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S 10 (also Abydos-south S10) is the modern name given to a monumental ancient Egyptian tomb complex at Abydos in Egypt. The tomb is most likely royal and dates to the mid-13th Dynasty. Finds from nearby tombs indicate that S10 suffered extensive state-sanctioned stone and grave robbing during the Second Intermediate Period, only a few decades after its construction, as well as during the later Roman and Coptic periods.[1] These finds also show that S10 was used for an actual burial and belonged to a king "Sobekhotep", now believed to be pharaoh Sobekhotep IV (fl. c. 1725 BC). According to the Egyptologist Josef W. Wegner who excavated S10, the tomb might originally have been capped by a pyramid,[2] although Aidan Dodson states that it is still unclear whether S10 was a pyramid or a mastaba.[3]

S10
Burial site of Sobekhotep IV(?)
Abydos Tomb S10.png
Plan of tomb S10 as drawn by Ayrton, Weigall and Petrie, who thought it was a mastaba
S10 is located in Egypt
S10
S10
Coordinates26°10′16″N 31°55′27″E / 26.17111°N 31.92417°E / 26.17111; 31.92417Coordinates: 26°10′16″N 31°55′27″E / 26.17111°N 31.92417°E / 26.17111; 31.92417
LocationAbydos, Egypt
Discovered1901-02
Excavated by
LayoutEnclosure wall housing Z-shaped subterranean chambers, now exposed, possibly once capped by a pyramid
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S9 (Neferhotep I ?)

Contents

DescriptionEdit

 
Abydos, plan of tomb S10, as published in 1904

The tomb structure is part of a royal necropolis dating back to the late Middle KingdomSecond Intermediate Period, which is located close to the ancient town of Wah-Sut, next to the much bigger funerary complex of Senusret III of the 12th Dynasty, at the foot of the so-called Mountain of Anubis, a natural hill in the form of a pyramid.[4][2]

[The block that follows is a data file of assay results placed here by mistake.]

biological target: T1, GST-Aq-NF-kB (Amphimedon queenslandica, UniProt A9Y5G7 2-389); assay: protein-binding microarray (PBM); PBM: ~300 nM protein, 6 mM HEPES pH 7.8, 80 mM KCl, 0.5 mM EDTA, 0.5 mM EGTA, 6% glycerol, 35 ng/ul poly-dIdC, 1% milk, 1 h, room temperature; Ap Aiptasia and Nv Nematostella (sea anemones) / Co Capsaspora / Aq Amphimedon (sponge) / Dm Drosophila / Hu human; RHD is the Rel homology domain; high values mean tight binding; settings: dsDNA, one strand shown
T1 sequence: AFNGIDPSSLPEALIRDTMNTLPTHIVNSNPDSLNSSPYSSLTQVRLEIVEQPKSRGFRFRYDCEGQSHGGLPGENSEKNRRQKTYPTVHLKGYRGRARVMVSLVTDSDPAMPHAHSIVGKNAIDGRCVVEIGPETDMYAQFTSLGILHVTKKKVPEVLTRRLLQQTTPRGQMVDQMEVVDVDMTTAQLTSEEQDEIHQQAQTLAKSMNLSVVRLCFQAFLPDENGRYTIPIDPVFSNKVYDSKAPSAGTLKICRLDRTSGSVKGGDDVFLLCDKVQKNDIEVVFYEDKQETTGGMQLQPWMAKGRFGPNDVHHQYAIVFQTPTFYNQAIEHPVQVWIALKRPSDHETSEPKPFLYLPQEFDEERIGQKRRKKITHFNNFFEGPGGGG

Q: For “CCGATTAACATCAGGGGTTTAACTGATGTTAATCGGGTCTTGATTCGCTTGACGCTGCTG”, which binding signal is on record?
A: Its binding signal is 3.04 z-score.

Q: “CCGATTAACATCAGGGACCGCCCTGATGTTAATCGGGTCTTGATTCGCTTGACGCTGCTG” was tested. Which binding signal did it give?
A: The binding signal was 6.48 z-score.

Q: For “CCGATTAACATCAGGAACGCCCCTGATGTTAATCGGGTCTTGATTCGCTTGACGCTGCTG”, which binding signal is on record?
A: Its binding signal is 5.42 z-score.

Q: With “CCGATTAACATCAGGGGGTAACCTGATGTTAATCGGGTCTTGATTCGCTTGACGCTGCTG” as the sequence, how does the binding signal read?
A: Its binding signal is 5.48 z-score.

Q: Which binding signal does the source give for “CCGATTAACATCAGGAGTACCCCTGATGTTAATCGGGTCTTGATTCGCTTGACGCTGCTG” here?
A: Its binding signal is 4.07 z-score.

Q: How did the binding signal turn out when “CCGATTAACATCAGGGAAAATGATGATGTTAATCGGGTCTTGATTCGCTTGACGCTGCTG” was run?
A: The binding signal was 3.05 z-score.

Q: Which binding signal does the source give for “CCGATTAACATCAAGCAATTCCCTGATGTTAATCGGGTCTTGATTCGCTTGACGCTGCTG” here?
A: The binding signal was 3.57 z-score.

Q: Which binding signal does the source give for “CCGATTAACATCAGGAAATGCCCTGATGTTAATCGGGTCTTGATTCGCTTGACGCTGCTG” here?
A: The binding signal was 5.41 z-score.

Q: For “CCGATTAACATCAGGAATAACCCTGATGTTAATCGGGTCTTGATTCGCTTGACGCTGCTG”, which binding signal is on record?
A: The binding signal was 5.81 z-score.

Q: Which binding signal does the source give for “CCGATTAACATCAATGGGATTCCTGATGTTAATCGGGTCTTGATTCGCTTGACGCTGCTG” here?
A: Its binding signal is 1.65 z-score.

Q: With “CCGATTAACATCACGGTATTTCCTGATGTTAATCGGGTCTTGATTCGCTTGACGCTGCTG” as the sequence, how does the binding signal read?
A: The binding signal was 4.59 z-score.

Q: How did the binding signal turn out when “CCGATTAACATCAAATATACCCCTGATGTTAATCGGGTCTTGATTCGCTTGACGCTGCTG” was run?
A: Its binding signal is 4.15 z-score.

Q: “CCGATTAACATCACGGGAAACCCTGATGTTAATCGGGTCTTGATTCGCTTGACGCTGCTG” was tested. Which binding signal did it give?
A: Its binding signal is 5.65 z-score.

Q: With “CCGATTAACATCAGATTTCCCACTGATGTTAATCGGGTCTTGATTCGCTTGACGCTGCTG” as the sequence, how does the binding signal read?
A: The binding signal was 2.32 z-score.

It was first excavated in 1901-2 by Ayrton, Weigall and Petrie, who found it heavily looted and disturbed.

The complex consists of a rectangular brick walled structure, some 40 m × 30 m (131 ft × 98 ft) in size,[2] described by the first excavators as a mastaba, who however gave no evidence supporting this classification.[5] At the north side there is an entrance to a system of underground and limestone paved corridors leading to the burial chamber that was found heavily destroyed. More recent excavations discovered fragments of a canopic jar, demonstrating that the tomb was once used.[6] There is evidence that the tomb was already heavily looted in the Second Intermediate Period. A massive (60-ton) red quartzite sarcophagus quarried at El-Gabal el-Ahmar near the modern Cairo,[7] most likely originally located in this tomb, was found in a later royal tomb in the same necropolis (CS6). Planks from the cedar coffin from tomb S10 were reused by king Senebkay for his own neighboring burial (tomb CS9).[8] The coffin was inscribed on the outside with Coffin Texts spells 777-785. Only few parts of the texts survived, but coffins with these spells are typical for the late Middle Kingdom at Abydos. On the fragments there appears the name of the king Sobekhotep.[9]

Nothing was found of the superstructure, but it is possible that there was a pyramid on top.[10] Several fragments of a funerary stele were also found on site, however the stele was most likely reused in the adjacent intrusive tomb of king Senebkay, and none of the fragments were found in context. On the fragments of the stela appears again the name Sobekhotep.[11]